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Patterns, Functions and Social Perception of Arabic-English Code-switching in Egypt

The project is financed by the National Science Centre (Sonata 6)

Project Coordinator: Dr Małgorzata Kniaź

Executive: Magdalena Zawrotna MA

Project duration: September 2014 – September 2017

Code-switching is the use of two (or more) languages or language varieties in the same speech situation. The vast majority of research dealing with code-switching in Egypt has focused exclusively on diglossic code-switching between the two basic varieties of Arabic – Standard and Colloquial Arabic. Meanwhile, since the 1990s the role of English in Egypt has increased considerably, particularly in education and the labour market. Members of the upper and upper-middle class usually have a better command of English than Standard Arabic both in writing and speaking. As a result, Arabic-English code-switching has become a common phenomenon among a large group of well-to-do bilingual Egyptians using the linguistic resources of Egyptian Arabic and English in private and professional communication. For this reason, bilingual code-switching should be included when describing the linguistic situation in Egypt, particularly as ongoing linguistic change may be the determinant of a cultural evolution in which awareness is the key to understanding the current socio-political transformations in this country.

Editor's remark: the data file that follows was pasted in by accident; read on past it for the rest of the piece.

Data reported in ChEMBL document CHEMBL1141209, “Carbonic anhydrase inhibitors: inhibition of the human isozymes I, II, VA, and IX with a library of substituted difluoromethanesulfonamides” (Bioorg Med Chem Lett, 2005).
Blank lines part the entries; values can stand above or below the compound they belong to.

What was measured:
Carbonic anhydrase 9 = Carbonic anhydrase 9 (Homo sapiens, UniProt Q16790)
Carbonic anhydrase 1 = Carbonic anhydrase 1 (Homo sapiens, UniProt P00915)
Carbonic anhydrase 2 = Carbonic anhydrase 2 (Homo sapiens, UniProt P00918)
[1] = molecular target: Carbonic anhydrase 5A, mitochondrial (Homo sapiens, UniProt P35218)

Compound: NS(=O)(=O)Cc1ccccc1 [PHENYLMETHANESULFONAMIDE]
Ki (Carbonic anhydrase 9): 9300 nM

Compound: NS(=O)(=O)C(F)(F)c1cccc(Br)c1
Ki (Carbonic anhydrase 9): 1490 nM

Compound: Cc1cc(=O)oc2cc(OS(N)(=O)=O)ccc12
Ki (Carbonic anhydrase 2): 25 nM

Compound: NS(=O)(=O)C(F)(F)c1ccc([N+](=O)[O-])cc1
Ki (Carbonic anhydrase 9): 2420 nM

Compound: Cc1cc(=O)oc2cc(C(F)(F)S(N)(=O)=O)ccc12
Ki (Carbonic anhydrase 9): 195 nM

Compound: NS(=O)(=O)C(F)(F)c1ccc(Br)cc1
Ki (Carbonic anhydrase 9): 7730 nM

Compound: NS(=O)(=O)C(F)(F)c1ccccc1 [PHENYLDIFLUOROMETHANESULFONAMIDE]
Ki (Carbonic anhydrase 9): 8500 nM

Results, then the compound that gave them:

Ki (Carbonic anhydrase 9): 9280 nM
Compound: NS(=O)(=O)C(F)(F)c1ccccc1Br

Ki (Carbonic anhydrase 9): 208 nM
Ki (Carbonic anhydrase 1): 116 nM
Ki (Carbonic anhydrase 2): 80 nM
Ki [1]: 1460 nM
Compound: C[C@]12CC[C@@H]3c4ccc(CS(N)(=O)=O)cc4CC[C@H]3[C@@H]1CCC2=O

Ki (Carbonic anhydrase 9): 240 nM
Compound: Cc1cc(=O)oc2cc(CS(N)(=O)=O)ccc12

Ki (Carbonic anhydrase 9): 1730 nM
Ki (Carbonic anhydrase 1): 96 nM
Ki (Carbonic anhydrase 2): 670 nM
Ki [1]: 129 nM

Despite the prevalence of Arabic-English code-switching in Egypt, it has not been subject to thorough sociolinguistic analysis as yet. To the best of our knowledge, this will be the first empirical study conducted on the basis of real-life material from television, the Internet and data collected during fieldwork in Egypt. The objective of the project is a multidimensional and comprehensive analysis of Arabic-English code-switching. We aim to describe the patterns, grammatical constrains, functions, and social perception of code-switching as well as social and conversational motivations for its use in public discourse, face-to-face and computer-mediated communication. As far as methodology is concerned, we combine research methods used in linguistics, sociology and anthropology.

The project will help to answer the question about the universality of the MLF (Matrix Language Frame) model and define the phenomenon of code-switching in a diglossic situation, which will be an important contribution to the development of the theory of code-switching, particularly as our study deals with unrelated languages that have conceptual systems belonging to completely different cultural traditions. We focus not only on a comprehensive description, but also the understanding of the mechanisms underlying code-switching, which is significant to enrich the knowledge on linguistic interaction. Research solutions applied in our study will allow the creation of tools for the analysis of code-switching in diglossic communities